Aristotle J. Atienza teaches language, literature, and popular culture in the Filipino Department at the Ateneo de Manila University. He has also taught special courses on eroticism and pornography, and performing femininity in cinema (with J. Pilapil Jacobo and Alvin B. Yapan). He is co-editor (with Rolando B. Tolentino) of Ang Dagling Tagalog, 1903-1936 (2007).
Patrick D. Flores is Professor of Art Studies at the University of the Philippines, which he chaired from 1997-2003, and Curator of the Vargas Museum in Manila. He is Adjunct Curator at the National Art Gallery, Singapore. He was one of the curators of Under Construction: New Dimensions in Asian Art in 2000 and the Gwangju Biennale (Position Papers) in 2008. He was a Visiting Fellow at the National Gallery of Art in Washington, D.C. in 1999 and an Asian Public Intellectuals Fellow in 2004. Among his publications are Painting History: Revisions in Philippine Colonial Art (1999), Remarkable Collection: Art, History, and the National Museum (2006) and Past Peripheral: Curation in Southeast Asia (2008). He was a grantee of the Asian Cultural Council (2010) and a member of the Advisory Board of the exhibition The Global Contemporary: Art Worlds After 1989 (2011) organized by the Center for Art and Media in Karlsruhe and member of the Guggenheim Museum’s Asian Art Council (2011). He co-edited the Southeast Asian issue with Joan Kee for Third Text (2011).
Tessa Maria Guazon is assistant professor at the Art Studies Department University of the Philippines Diliman. Her research interests center on cities and culture, specifically art production in the context of urban development. Recent publications include state commissions for public art and urban regeneration for Transforming Asian Cities published by Routledge in early 2013 and an essay on contemporary public art practice in the International Journal of Urban and Regional Research published by Wiley Blackwell in April 2013. She writes for exhibition catalogs and reviews art and film. Her essays have been published in the Philippine Humanities Review, Agham Tao, Pananaw, Asian Art News, Culture 360.org., among others. She was recently awarded the Asian Public Intellectuals Fellowship for fieldwork in Thailand and Indonesia in 2014.
Lisa Ito teaches art history and theory at the University of the Philippines College of Fine Arts (UP CFA). Her writings have appeared in Pananaw Philippine Journal of Visual Arts, Forum on Contemporary Art and Society, Asian Art News and Ctrl+P Journal of Contemporary Art, among others. She co-authored Without Walls: A Tour of Philippine Paintings at the Turn of the Millennium (2010). She holds a degree in Fine Arts (Art History) from the UP CFA and is taking up her master’s degree in art studies at the UP College of Arts and Letters.
J. Pilapil Jacobo is Assistant Professor at the Department of Filipino in the School of Humanities of the Ateneo de Manila University. He holds the Ph.D. in Comparative Literature and the M.A. in Comparative Literary and Cultural Studies from the State University of New York at Stony Brook, where he was a Fulbright Scholar from 2006 until 2011, and the A.B.-M.A. in Filipino Literature from the Ateneo de Manila University, where he teaches Literature and Literary Theory in two languages. He is currently preparing manuscripts on the colonial letter and on the poetics of tropical reverie.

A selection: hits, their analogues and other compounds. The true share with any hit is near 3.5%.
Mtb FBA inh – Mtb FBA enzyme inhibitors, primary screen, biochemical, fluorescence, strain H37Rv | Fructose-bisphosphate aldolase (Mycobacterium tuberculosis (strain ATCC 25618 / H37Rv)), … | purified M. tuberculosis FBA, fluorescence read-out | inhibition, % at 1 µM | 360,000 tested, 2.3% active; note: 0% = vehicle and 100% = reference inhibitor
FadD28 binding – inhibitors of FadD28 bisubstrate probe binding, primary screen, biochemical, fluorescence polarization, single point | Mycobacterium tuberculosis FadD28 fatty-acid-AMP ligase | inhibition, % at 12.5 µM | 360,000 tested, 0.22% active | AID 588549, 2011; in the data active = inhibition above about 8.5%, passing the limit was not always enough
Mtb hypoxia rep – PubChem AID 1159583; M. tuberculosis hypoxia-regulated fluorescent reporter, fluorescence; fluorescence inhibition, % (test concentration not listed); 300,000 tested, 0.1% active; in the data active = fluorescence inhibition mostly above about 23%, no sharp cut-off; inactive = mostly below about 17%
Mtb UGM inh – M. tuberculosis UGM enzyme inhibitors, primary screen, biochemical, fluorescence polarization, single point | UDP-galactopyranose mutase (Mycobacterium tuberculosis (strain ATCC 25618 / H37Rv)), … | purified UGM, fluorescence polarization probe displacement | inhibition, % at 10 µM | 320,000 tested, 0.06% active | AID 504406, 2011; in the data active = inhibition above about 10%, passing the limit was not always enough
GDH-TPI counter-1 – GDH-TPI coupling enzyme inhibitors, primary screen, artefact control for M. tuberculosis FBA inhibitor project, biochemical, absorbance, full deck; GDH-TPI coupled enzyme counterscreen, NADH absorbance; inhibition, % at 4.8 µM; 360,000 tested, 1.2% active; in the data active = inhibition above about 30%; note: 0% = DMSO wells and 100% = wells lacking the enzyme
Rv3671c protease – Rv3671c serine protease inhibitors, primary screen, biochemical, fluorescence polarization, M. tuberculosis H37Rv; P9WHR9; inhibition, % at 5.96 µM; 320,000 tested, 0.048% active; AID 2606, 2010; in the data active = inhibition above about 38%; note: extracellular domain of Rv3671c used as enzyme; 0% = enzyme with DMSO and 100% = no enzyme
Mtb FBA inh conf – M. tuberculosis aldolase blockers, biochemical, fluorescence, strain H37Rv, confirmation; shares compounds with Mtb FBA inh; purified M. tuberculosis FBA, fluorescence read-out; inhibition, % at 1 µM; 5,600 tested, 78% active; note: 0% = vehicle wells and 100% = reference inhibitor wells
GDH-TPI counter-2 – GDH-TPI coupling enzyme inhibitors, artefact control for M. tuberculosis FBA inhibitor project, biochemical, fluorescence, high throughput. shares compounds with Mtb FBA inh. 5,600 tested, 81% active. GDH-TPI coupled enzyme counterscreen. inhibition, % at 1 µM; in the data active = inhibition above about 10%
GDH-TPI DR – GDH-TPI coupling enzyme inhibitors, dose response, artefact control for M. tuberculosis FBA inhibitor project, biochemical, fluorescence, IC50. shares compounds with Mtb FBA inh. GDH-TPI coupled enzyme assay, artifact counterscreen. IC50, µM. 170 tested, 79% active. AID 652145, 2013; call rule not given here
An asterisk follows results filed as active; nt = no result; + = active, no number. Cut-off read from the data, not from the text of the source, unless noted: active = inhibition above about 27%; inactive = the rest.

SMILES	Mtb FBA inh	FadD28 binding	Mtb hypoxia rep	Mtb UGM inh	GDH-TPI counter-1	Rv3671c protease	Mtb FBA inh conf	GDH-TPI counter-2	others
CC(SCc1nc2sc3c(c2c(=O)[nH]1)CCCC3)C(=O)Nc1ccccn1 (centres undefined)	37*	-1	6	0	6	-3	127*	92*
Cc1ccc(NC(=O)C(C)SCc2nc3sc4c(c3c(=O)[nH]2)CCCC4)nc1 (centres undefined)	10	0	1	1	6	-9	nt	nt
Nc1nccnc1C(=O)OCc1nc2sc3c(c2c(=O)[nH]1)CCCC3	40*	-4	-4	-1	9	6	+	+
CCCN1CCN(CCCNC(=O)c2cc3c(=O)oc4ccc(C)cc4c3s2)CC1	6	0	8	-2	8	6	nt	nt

Skilty C. Labastilla (Chair, 2013-2014) is Research Associate at the Institute of Philippine Culture. He has taught anthropology courses at La Trobe University (Melbourne), Ateneo de Manila University, U.P. Diliman, and U.P. Mindanao.
Nonoy L. Lauzon is the Programmer for Screenings at the U.P. Film Institute. He has double degrees in Philosophy and Humanities from the University of the Philippines. He is a published film critic and has previously worked for a number of national newspapers including the Philippine Journal, People’s Journal and The Manila Times. He used to contribute a column for the old Mirror Weekly and now regularly writes for two of the country’s leading national tabloid dailies. He is currently pursuing an M.A. in Media Studies (Film) at the U.P. College of Mass Communication.
JPaul S. Manzanilla teaches in the Department of History, Ateneo de Manila University. He currently conducts research on the history of photography in the country.
Jema M. Pamintuan is an Assistant Professor at the Department of Filipino, Ateneo de Manila University. She is currently doing her fellowship under the United Board Program at Tunghai University (2012-2013) and Georgetown University (2013-2014). She created the musical scores for the independent films “Ang Panggagahasa kay Fe” (2009), “Gayuma” (2011), “Ang Sayaw ng Dalawang Kaliwang Paa” (co-scored with Christine Muyco), and “Bwakaw” (2012).
Choy Pangilinan teaches at the Department of Broadcast Communication of the College of Mass Communication of the University of the Philippines. His critical essays have appeared in Plaridel: Journal of Philippine Communication, Media and Society; KONTRA-GAHUM: Academics Against Political Killings (Ibon, 2006); and SERVE THE PEOPLE: Ang Kasaysayan ng Radikal na Kilusan sa Unibersidad ng Pilipinas (Ibon, 2008). He has also co-authored a screenplay awarded first prize by the Film Development Foundation.
Jaime Oscar M. Salazar is a lecturer with the Department of Literature at De La Salle University-Manila. He is presently working toward his master’s degree in art studies at the University of the Philippines Diliman. He has received fellowships to national workshops on criticism, and his writing has appeared in academic and popular venues. He is part of the research team of the recently launched TutoK Freedom of Expression (FoE), a social network and online platform for collaborative art production and educational discussions on art. TutoK FoE (http://www.tutok.org) is a project of TutoK, an artists’ initiative.